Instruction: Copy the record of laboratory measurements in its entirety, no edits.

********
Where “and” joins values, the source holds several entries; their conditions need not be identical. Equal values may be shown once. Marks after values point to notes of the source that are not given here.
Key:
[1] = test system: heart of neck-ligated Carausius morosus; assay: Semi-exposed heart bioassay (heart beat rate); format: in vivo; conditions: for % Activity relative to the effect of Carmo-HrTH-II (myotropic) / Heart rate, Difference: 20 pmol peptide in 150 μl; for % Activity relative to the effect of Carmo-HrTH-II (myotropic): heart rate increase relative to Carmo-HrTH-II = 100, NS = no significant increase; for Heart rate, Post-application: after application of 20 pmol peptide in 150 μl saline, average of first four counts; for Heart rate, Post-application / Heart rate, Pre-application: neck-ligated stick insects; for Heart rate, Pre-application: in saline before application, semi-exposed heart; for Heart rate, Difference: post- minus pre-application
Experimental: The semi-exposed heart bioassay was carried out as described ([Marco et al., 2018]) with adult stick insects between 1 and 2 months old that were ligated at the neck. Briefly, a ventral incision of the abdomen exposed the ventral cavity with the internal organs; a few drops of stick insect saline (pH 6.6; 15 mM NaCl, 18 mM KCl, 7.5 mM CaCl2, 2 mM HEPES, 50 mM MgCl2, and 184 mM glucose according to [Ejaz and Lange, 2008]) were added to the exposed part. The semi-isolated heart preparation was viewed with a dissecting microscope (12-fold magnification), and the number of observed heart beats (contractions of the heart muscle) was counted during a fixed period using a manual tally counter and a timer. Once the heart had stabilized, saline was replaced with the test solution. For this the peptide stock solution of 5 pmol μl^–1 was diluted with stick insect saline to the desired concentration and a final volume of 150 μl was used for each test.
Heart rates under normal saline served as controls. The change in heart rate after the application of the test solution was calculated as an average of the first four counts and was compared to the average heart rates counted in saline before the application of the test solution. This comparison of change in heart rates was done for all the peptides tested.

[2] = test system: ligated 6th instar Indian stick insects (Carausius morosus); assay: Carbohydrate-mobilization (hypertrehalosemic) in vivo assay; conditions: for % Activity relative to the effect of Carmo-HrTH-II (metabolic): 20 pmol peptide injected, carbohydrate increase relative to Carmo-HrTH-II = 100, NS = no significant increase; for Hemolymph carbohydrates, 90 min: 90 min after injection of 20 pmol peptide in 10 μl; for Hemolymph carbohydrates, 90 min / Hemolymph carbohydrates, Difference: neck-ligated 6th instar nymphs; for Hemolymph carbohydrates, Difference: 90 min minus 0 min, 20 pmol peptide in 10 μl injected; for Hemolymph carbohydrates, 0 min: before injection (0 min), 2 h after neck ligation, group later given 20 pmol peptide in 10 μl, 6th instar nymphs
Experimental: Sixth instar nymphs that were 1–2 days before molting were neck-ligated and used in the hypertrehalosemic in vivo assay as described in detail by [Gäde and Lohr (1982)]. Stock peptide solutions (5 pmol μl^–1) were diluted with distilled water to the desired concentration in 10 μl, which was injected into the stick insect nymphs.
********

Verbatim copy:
Where “and” joins values, the source holds several entries; their conditions need not be identical. Equal values may be shown once. Marks after values point to notes of the source that are not given here.
Key:
[1] = test system: heart of neck-ligated Carausius morosus; assay: Semi-exposed heart bioassay (heart beat rate); format: in vivo; conditions: for % Activity relative to the effect of Carmo-HrTH-II (myotropic) / Heart rate, Difference: 20 pmol peptide in 150 μl; for % Activity relative to the effect of Carmo-HrTH-II (myotropic): heart rate increase relative to Carmo-HrTH-II = 100, NS = no significant increase; for Heart rate, Post-application: after application of 20 pmol peptide in 150 μl saline, average of first four counts; for Heart rate, Post-application / Heart rate, Pre-application: neck-ligated stick insects; for Heart rate, Pre-application: in saline before application, semi-exposed heart; for Heart rate, Difference: post- minus pre-application
Experimental: The semi-exposed heart bioassay was carried out as described ([Marco et al., 2018]) with adult stick insects between 1 and 2 months old that were ligated at the neck. Briefly, a ventral incision of the abdomen exposed the ventral cavity with the internal organs; a few drops of stick insect saline (pH 6.6; 15 mM NaCl, 18 mM KCl, 7.5 mM CaCl2, 2 mM HEPES, 50 mM MgCl2, and 184 mM glucose according to [Ejaz and Lange, 2008]) were added to the exposed part. The semi-isolated heart preparation was viewed with a dissecting microscope (12-fold magnification), and the number of observed heart beats (contractions of the heart muscle) was counted during a fixed period using a manual tally counter and a timer. Once the heart had stabilized, saline was replaced with the test solution. For this the peptide stock solution of 5 pmol μl^–1 was diluted with stick insect saline to the desired concentration and a final volume of 150 μl was used for each test.
Heart rates under normal saline served as controls. The change in heart rate after the application of the test solution was calculated as an average of the first four counts and was compared to the average heart rates counted in saline before the application of the test solution. This comparison of change in heart rates was done for all the peptides tested.

[2] = test system: ligated 6th instar Indian stick insects (Carausius morosus); assay: Carbohydrate-mobilization (hypertrehalosemic) in vivo assay; conditions: for % Activity relative to the effect of Carmo-HrTH-II (metabolic): 20 pmol peptide injected, carbohydrate increase relative to Carmo-HrTH-II = 100, NS = no significant increase; for Hemolymph carbohydrates, 90 min: 90 min after injection of 20 pmol peptide in 10 μl; for Hemolymph carbohydrates, 90 min / Hemolymph carbohydrates, Difference: neck-ligated 6th instar nymphs; for Hemolymph carbohydrates, Difference: 90 min minus 0 min, 20 pmol peptide in 10 μl injected; for Hemolymph carbohydrates, 0 min: before injection (0 min), 2 h after neck ligation, group later given 20 pmol peptide in 10 μl, 6th instar nymphs
Experimental: Sixth instar nymphs that were 1–2 days before molting were neck-ligated and used in the hypertrehalosemic in vivo assay as described in detail by [Gäde and Lohr (1982)]. Stock peptide solutions (5 pmol μl^–1) were diluted with distilled water to the desired concentration in 10 μl, which was injected into the stick insect nymphs.